Date of Award


Degree Type


Degree Name

Master of Public Health


School of Exercise and Health Sciences


Health, Engineering and Science

First Advisor

Dr Amanda Devine

Second Advisor

Dr Therese O'Sullivan


The Nutrition Care Process (NCP) and accompanying International Dietetic and Nutrition Terminology (IDNT) has been endorsed internationally as the standard model for nutrition care. However, there is limited published Australian literature on the implementation of the NCP and IDNT including the attitudes, knowledge and support requirements of dietitians to facilitate this. This study aimed to develop and test a survey to assess attitudes, support and knowledge of NCP and use the findings in conjunction with literature to design and implement a NCP package and evaluate the package.

The research was conducted in two phases: (1) formative research to inform development of the implementation package, and (2) implementation and evaluation. Phase One involved dietitians from two hospitals who had undergone informal NCP implementation in Queensland (termed “postimplementers”) and three hospitals in Western Australia who were yet to implement the NCP (termed “pre-implementers”) completing an online questionnaire, Attitudes Support Knowledge NCP survey (ASK NCP). This questionnaire surveyed demographics, knowledge, familiarity, confidence, support, value, barriers and training requirements for NCP. From this a NCP implementation package and resources were developed for the implementation of step two of the NCP specifically, in conjunction with literature and a change management framework. In Phase Two, the NCP implementation package was implemented over a 5-month period at two test hospitals that were yet to undergo implementation, whilst a control hospital did not receive the package. Evaluation occurred by re-administering the ASK NCP survey to the test and control sites and by conducting focus groups at the test sites.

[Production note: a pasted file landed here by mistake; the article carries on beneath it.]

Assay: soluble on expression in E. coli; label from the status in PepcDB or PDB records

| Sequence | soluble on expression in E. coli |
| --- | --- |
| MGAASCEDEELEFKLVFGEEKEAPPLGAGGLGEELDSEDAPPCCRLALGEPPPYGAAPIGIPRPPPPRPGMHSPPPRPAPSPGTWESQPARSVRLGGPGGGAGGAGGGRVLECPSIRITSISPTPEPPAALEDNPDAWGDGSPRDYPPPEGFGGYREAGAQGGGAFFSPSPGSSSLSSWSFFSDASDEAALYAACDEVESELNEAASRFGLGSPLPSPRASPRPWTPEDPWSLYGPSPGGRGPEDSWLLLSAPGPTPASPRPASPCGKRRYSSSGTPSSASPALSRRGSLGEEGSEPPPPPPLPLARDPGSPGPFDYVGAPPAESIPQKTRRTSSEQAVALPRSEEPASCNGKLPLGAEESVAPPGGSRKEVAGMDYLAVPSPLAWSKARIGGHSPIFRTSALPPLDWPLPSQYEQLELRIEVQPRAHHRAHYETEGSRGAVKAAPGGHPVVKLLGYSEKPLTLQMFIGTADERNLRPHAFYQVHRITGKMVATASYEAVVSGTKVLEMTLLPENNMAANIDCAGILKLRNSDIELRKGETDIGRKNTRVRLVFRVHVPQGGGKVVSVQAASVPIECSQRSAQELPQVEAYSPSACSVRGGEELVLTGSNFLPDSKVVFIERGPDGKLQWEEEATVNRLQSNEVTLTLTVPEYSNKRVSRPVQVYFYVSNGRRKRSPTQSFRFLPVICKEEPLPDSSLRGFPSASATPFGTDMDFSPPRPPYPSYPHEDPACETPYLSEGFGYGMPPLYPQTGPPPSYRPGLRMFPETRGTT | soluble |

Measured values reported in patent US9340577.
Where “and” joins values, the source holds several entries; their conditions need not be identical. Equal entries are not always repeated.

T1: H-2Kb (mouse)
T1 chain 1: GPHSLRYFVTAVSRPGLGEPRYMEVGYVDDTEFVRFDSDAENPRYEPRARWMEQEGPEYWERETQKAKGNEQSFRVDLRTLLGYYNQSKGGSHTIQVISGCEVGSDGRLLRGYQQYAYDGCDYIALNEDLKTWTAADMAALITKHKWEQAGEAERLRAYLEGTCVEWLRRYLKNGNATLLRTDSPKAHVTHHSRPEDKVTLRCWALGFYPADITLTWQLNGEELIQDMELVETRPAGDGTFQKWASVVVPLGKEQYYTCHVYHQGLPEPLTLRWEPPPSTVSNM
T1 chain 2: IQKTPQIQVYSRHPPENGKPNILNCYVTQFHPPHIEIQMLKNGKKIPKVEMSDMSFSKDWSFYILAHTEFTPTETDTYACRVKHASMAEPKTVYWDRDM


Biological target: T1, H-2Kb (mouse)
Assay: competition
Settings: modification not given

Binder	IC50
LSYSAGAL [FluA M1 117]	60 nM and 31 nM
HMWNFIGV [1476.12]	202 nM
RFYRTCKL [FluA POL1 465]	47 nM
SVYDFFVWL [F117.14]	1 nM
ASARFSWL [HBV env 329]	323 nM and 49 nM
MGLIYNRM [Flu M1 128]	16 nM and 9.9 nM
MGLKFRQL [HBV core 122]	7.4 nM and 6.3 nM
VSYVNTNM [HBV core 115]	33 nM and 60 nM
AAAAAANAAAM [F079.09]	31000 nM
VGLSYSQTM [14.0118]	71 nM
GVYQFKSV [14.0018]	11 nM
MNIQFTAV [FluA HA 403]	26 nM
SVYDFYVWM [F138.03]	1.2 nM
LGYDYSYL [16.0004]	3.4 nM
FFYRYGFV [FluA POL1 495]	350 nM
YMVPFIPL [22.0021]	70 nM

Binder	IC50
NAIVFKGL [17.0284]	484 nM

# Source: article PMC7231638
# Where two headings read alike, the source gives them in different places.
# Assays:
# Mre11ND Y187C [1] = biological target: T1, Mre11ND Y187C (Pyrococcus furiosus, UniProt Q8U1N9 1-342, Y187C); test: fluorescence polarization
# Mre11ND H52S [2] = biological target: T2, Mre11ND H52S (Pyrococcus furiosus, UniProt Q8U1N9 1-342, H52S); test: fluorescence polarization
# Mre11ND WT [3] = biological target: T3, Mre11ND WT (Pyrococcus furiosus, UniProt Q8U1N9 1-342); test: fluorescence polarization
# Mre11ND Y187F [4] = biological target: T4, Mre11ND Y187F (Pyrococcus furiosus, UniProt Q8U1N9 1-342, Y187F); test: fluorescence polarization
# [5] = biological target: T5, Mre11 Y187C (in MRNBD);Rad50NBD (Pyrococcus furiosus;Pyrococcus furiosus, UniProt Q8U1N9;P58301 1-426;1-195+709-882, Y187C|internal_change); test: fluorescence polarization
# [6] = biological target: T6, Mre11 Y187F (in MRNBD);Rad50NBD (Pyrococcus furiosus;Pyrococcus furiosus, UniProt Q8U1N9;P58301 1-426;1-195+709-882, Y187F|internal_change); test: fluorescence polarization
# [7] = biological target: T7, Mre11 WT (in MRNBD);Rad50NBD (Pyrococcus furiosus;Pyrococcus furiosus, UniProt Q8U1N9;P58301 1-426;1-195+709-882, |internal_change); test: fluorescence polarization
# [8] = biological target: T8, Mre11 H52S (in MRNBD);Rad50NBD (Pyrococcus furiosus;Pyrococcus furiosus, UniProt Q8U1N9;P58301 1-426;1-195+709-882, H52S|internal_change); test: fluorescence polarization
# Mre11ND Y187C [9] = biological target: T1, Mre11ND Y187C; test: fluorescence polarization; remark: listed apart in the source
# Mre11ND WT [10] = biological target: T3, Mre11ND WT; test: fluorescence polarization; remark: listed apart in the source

The fist phase of the study demonstrated that post-implementers had higher knowledge scores, were more familiar with NCP and more confident to implement then pre-implementers. Time required to implement was a concern for all participants. Lack of knowledge, training/support and resources were barriers to implementation for the pre-implementers. Post implementers identified that dedicated time to practice and regular tutorials; support and leadership from management; and professional growth through understanding how change could benefit practice were keys to successful implementation. Phase Two showed that the resulting NCP implementation package led to significantly higher NCP knowledge scores and confidence to use step two in practice within the test group. Emerging themes from focus groups included the usefulness of the package to build confidence, the value of education and resources, peer support and leadership team establishment.

This research has resulted in the development of a structured NCP implementation package focusing on step two of the NCP, for hospital dietitians that utilises a change management framework to support NCP in practice. The evaluation of the package provides support for future implementation of NCP in clinical dietetic practice